As Bradley works the room, Gene Messenger, a white-bearded Iowan, buttonholes him to talk about long-term care. "The nursing home business is screwed bad," Messenger says.
Bradley's response: "I'm waiting for you to tell me what you guys need."
Grabbing a hand-held mike, Bradley, 55, sketches his background for the 100 assembled folks: Growing up in a one-stoplight Missouri town. Posing for a picture with Lyndon Johnson as a member of the Olympic basketball team. Getting elected to the Senate in 1978. Twice refusing to run for president because his "inner voice" told him he wasn't ready.
When the audience questions begin, Bradley doesn't pander. Asked about the Colorado school massacre, he says: "Anybody that tells you they have a facile, easy answer to what happened in Littleton, I would urge you to be skeptical of."
As for offensive material on the Internet, he admits that "we will not be able to totally control what comes into our homes."
But his responses can be maddeningly vague. Asked about the war in Kosovo, Bradley scrambles for safe ground, saying that "our objectives have not been clear from the beginning. . . . I think we should seek a negotiated settlement."
As the evening wears on, it becomes clear that Bradley is not the sort of candidate who declares that "we must" do such-and-such. He does not raise his voice or pound his fist. He makes no exhortations. He does not attack Gore. He does not invoke the 21st century. He is not interrupted by applause because he offers no applause lines.
Instead, Bradley talks in a soft voice about the need to reduce poverty among children, and for greater accountability in education. He says the country should cover the 44 million Americans without health insurance--as if Congress had not fought a huge battle over deep-sixing the Hillary Clinton health plan--but offers no clue as to how this might be accomplished.
No matter--someone else asks about the Knicks' playoff chances. Bradley says he wouldn't bet the ranch.
After the talk, Register reporter Jeff Zeleny asks Bradley: "Are you concerned that you're possibly peaking too early?"
Most candidates would be happy to plead guilty to premature success; Bradley sidesteps the question. "I don't know what I can do about it. . . . I wouldn't say we're at a peak at all," Bradley says, looking puzzled.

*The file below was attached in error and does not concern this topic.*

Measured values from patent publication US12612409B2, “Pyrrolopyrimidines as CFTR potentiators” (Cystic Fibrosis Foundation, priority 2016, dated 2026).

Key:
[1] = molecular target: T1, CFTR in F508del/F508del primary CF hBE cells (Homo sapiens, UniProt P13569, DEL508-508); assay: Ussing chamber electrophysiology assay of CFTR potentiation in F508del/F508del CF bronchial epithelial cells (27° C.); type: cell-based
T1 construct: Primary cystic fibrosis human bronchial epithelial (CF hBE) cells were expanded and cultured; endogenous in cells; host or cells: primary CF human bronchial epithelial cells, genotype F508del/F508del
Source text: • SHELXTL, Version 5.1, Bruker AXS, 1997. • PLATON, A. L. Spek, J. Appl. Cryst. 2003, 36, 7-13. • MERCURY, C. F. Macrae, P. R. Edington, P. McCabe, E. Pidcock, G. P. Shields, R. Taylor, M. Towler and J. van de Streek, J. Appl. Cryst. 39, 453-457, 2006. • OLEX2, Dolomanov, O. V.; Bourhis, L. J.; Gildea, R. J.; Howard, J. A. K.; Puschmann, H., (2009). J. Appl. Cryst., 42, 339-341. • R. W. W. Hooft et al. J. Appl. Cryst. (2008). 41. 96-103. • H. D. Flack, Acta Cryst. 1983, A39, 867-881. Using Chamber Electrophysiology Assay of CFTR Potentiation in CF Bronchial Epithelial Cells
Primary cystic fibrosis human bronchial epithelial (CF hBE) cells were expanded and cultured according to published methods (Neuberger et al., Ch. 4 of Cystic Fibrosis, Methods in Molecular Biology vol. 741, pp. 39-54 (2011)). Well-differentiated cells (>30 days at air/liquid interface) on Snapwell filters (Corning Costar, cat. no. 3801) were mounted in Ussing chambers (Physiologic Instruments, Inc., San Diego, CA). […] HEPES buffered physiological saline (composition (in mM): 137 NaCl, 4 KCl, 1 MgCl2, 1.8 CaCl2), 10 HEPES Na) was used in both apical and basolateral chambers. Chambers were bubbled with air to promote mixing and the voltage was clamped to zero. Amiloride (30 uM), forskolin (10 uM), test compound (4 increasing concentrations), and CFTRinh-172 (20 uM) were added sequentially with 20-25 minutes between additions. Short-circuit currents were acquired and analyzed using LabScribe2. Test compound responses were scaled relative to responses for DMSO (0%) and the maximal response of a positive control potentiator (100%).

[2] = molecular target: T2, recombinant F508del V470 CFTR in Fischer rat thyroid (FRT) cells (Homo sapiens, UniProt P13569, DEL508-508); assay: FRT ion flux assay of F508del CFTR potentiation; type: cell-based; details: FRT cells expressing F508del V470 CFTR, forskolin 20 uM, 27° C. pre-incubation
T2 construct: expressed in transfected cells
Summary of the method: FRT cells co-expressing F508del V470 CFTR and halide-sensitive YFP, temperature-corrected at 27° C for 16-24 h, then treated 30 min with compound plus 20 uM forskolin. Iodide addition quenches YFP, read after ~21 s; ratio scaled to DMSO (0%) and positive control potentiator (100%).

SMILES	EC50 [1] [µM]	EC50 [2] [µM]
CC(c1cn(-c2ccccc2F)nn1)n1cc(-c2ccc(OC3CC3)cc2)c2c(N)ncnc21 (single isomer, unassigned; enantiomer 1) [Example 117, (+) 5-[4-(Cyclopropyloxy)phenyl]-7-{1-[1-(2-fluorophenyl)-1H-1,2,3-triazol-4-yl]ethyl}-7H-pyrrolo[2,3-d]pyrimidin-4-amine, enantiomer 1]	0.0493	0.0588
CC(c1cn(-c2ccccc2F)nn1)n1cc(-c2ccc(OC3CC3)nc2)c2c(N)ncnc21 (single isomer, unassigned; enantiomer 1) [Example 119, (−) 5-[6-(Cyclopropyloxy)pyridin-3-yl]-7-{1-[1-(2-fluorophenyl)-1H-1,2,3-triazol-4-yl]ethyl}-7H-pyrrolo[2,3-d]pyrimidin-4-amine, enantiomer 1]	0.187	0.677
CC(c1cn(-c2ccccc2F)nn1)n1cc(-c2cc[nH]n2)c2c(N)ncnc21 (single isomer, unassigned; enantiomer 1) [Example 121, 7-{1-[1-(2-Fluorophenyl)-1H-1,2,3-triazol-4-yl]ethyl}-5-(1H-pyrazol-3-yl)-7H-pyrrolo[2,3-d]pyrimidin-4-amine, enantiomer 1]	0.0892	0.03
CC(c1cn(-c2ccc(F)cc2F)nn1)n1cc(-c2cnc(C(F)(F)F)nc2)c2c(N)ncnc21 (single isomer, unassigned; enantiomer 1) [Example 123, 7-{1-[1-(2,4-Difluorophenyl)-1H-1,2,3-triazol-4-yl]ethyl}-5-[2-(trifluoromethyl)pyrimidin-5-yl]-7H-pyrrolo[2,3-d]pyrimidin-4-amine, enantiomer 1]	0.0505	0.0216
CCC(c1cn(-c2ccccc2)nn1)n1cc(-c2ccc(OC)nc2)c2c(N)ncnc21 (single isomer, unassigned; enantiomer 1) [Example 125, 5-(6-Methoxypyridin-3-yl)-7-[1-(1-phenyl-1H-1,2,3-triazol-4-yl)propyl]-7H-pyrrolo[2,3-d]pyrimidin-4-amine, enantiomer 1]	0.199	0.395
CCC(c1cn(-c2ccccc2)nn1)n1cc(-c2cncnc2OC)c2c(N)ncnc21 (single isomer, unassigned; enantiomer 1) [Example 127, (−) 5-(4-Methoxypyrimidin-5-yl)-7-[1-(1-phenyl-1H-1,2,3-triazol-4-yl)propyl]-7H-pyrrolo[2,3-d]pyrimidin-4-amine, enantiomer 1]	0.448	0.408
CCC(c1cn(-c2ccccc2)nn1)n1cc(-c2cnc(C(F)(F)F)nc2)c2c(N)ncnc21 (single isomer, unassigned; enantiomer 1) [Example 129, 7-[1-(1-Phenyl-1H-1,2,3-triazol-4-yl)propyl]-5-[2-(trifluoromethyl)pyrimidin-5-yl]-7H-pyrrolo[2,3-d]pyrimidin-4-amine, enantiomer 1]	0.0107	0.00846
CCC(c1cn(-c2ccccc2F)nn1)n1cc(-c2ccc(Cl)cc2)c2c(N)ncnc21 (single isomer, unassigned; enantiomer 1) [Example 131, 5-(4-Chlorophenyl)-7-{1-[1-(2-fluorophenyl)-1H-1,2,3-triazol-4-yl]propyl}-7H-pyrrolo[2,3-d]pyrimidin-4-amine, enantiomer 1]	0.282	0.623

On WOI-TV that night, reporter Jody Shields describes Bradley's "warm welcome" and says that he plans to make monthly visits to Iowa. The anchor adds matter-of-factly that Gore's office says the vice president will be here every three weeks.
Fairly or not, Bradley's fame is a huge advantage in an age when politics has become entertainment. And many reporters are sports fans who retain a special affection for Dollar Bill. But journalists also have a way of cutting heroes down to size.
Boston Herald reporter Wayne Woodlief, who has written positively about Bradley's New Hampshire campaign, says the candidate's caution may simply be an attempt not to offend voters. "It's a stealth strategy. . . . If you make headlines, you can also make waves," Woodlief says.
Gore, of course, is an incumbent who can make news at any time. He's also been working the television circuit, showing up on the morning shows, with Larry King and at an MSNBC town meeting on school violence. Bradley, however, is narrowcasting to the activists, the kind of folks who will trudge through the snow to vote at local gatherings next February.
"The real audience here is 200,000 caucus-going Democrats and Republicans," Yepsen says. "Bradley gets 250 people in Creston, Iowa, on a nice Sunday afternoon, that tells me something. I think Gore's feeling the heat."
But Bradley's style is anything but hot. The next morning, the candidate chats with a dozen physicians, staffers and patients at Broadlawns Medical Center, which caters to the poor. He hears the usual complaints about bureaucracy and pointless federal regulations. But most troubling is the tale of a striking tire worker who says he had some polyps removed and now has new symptoms and needs to be checked for cancer, but has put it off for months because he has no health insurance.
It would have been a Bill Clinton moment. It is not difficult to imagine candidate Clinton hugging the man and making an impassioned speech about America's soul and how he will not rest until every citizen has access to high-quality health care. But Bradley stays in his seat, nods his head and quietly encourages the man to seek treatment.
Only when the group breaks up does Bradley show a bit of emotion. "The stories are always unbelievable," he tells a reporter. "This guy could be dying."
The ultimate question for the Bradley boomlet is whether a presidential campaign can really be about having a "conversation" with the country, as so many contenders pretend to do when they are really using audiences as props to get themselves on television. The man who left the Senate insisting that "politics is broken" seems determined to pursue a more discursive style of electioneering.
"It's not a matter of me descending from on high and telling the country what we should do," Bradley says. "I haven't made my mind up which are the things I want to focus on."
The candidate has an even more elusive goal in staging so many community meetings: to educate journalists about the problems of America.
"I want to allow the press to have a human experience as well as simply covering the pol," Bradley says. "I'm trying to break out of this idea that . . . you try to manipulate the press and the press tries to destroy you."
Now there's a big idea--if Bradley can somehow persuade reporters to go along.
© Copyright 1999 The Washington Post Company